As many as 5.3m people remained on the furlough scheme at the end of the July, although almost a million returned to their jobs on a part-time basis, the latest figures from HMRC showed.
The furlough scheme became flexible in July, meaning businesses could bring employees back part-time. The government paid 80 per cent of the wages for the time they were not working.
It was one of the steps towards the controversial winding down of the furlough scheme in October. Businesses have been asked to contribute more in August and September.
HMRC said the number of furloughed workers peaked at 8.9m in early May. But it said today that had fallen to 4.8m by the end of July. It added that the figure could be up to 10 per cent higher at the final count, at around 5.3m.
It said about 20 per cent of those furloughed nationally – about 950,000 people – went back to work part-time in July.
The figures are the most up-to-date snapshot of the furlough scheme. They showed that some sectors were much more reliant on the programme than others: 45 per cent of arts, entertainment and recreation employees were furloughed, and 43 per cent in accommodation and food services.
July’s drop in the use of furlough was driven by a sharp reduction in the retail sector. However, the figures did not distinguish between employees returning to work or losing their jobs.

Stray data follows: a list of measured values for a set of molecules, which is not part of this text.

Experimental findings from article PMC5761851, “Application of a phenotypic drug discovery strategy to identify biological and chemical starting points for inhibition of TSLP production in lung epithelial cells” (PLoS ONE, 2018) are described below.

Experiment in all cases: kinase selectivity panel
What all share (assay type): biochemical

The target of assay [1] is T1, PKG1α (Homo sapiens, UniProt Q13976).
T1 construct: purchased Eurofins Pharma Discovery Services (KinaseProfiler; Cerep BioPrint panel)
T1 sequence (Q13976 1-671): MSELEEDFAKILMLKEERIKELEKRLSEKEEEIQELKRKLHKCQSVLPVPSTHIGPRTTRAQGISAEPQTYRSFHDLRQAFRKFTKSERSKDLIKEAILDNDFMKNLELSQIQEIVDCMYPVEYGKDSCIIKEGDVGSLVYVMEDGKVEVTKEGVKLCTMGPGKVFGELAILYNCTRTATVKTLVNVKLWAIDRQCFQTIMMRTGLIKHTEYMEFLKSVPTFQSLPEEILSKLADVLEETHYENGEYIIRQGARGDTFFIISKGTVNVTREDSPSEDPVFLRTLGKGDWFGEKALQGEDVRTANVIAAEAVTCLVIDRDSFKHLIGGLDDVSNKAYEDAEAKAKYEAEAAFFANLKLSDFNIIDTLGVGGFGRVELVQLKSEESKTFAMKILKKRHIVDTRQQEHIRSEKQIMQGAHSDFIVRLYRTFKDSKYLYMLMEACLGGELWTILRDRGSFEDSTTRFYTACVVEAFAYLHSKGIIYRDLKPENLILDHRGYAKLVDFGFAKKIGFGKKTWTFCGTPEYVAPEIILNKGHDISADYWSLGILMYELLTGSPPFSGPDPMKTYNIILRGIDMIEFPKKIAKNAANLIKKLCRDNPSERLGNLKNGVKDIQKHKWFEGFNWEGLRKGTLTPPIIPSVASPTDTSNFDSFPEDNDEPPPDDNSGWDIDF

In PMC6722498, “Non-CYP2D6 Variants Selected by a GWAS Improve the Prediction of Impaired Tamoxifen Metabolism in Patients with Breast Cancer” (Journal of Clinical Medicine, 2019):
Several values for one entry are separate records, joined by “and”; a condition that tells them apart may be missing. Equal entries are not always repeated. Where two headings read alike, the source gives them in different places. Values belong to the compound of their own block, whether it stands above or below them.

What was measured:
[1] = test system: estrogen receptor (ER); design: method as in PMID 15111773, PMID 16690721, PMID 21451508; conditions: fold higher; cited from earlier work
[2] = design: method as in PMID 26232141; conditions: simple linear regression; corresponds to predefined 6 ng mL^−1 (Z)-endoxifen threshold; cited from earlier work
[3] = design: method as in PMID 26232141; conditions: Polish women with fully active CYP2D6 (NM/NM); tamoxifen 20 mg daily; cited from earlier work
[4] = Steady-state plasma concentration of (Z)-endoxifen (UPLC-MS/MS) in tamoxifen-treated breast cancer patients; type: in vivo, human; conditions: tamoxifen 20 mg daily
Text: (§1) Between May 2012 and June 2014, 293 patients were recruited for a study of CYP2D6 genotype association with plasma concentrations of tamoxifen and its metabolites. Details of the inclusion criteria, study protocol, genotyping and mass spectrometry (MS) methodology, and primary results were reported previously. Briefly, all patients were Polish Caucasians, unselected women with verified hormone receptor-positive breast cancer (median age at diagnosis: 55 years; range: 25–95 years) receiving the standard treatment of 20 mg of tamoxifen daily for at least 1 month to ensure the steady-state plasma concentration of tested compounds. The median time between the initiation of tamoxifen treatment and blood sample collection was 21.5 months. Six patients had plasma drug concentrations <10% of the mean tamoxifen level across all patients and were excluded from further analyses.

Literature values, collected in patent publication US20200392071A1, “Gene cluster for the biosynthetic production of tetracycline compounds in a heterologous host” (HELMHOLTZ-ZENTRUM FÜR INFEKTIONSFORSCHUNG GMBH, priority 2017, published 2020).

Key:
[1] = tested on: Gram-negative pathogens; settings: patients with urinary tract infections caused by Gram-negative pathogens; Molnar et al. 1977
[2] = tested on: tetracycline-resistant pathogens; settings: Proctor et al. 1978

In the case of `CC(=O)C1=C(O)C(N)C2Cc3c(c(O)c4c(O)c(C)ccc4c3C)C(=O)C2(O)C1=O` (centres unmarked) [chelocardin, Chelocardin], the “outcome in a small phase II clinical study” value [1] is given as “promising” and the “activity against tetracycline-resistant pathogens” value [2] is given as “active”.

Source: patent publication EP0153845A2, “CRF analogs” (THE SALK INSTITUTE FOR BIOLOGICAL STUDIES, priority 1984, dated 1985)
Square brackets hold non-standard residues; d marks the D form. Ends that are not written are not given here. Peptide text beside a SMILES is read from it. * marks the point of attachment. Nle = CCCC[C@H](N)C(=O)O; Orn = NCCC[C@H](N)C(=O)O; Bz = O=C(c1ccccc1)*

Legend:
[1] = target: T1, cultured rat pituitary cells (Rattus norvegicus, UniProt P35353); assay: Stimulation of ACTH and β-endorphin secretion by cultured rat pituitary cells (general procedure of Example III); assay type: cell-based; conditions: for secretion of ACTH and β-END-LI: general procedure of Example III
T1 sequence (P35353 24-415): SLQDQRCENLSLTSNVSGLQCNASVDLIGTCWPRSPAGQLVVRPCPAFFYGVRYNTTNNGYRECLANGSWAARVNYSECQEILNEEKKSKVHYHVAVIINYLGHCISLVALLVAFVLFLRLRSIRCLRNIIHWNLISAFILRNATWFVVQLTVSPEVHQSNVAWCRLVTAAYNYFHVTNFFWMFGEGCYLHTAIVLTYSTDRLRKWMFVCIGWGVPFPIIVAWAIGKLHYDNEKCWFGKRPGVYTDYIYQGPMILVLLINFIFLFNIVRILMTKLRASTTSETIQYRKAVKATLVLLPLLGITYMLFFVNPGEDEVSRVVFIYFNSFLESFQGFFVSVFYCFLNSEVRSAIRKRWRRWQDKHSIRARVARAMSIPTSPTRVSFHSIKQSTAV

The Resolution Foundation think tank said that, despite the fall, “hard-hit sectors like hospitality and leisure are still hugely reliant on the job retention scheme that is due to end in just six weeks’ time”.
Daniel Tomlinson, senior economist at the Foundation, said some sectors “will need further support after October”.
Chancellor Rishi Sunak heralded the figures, however. He said they “show the success of our furlough scheme – making sure people’s jobs are there for them to return to”.
“That so many businesses have been able to get back to trading, and bring their staff back to the workplace is a testament to the impact the scheme has had.”
At 29 per cent of employees, the accommodation and food services sector made the most use of flexible furlough. That reflected the gradual reopening of restaurants, pubs and cafes.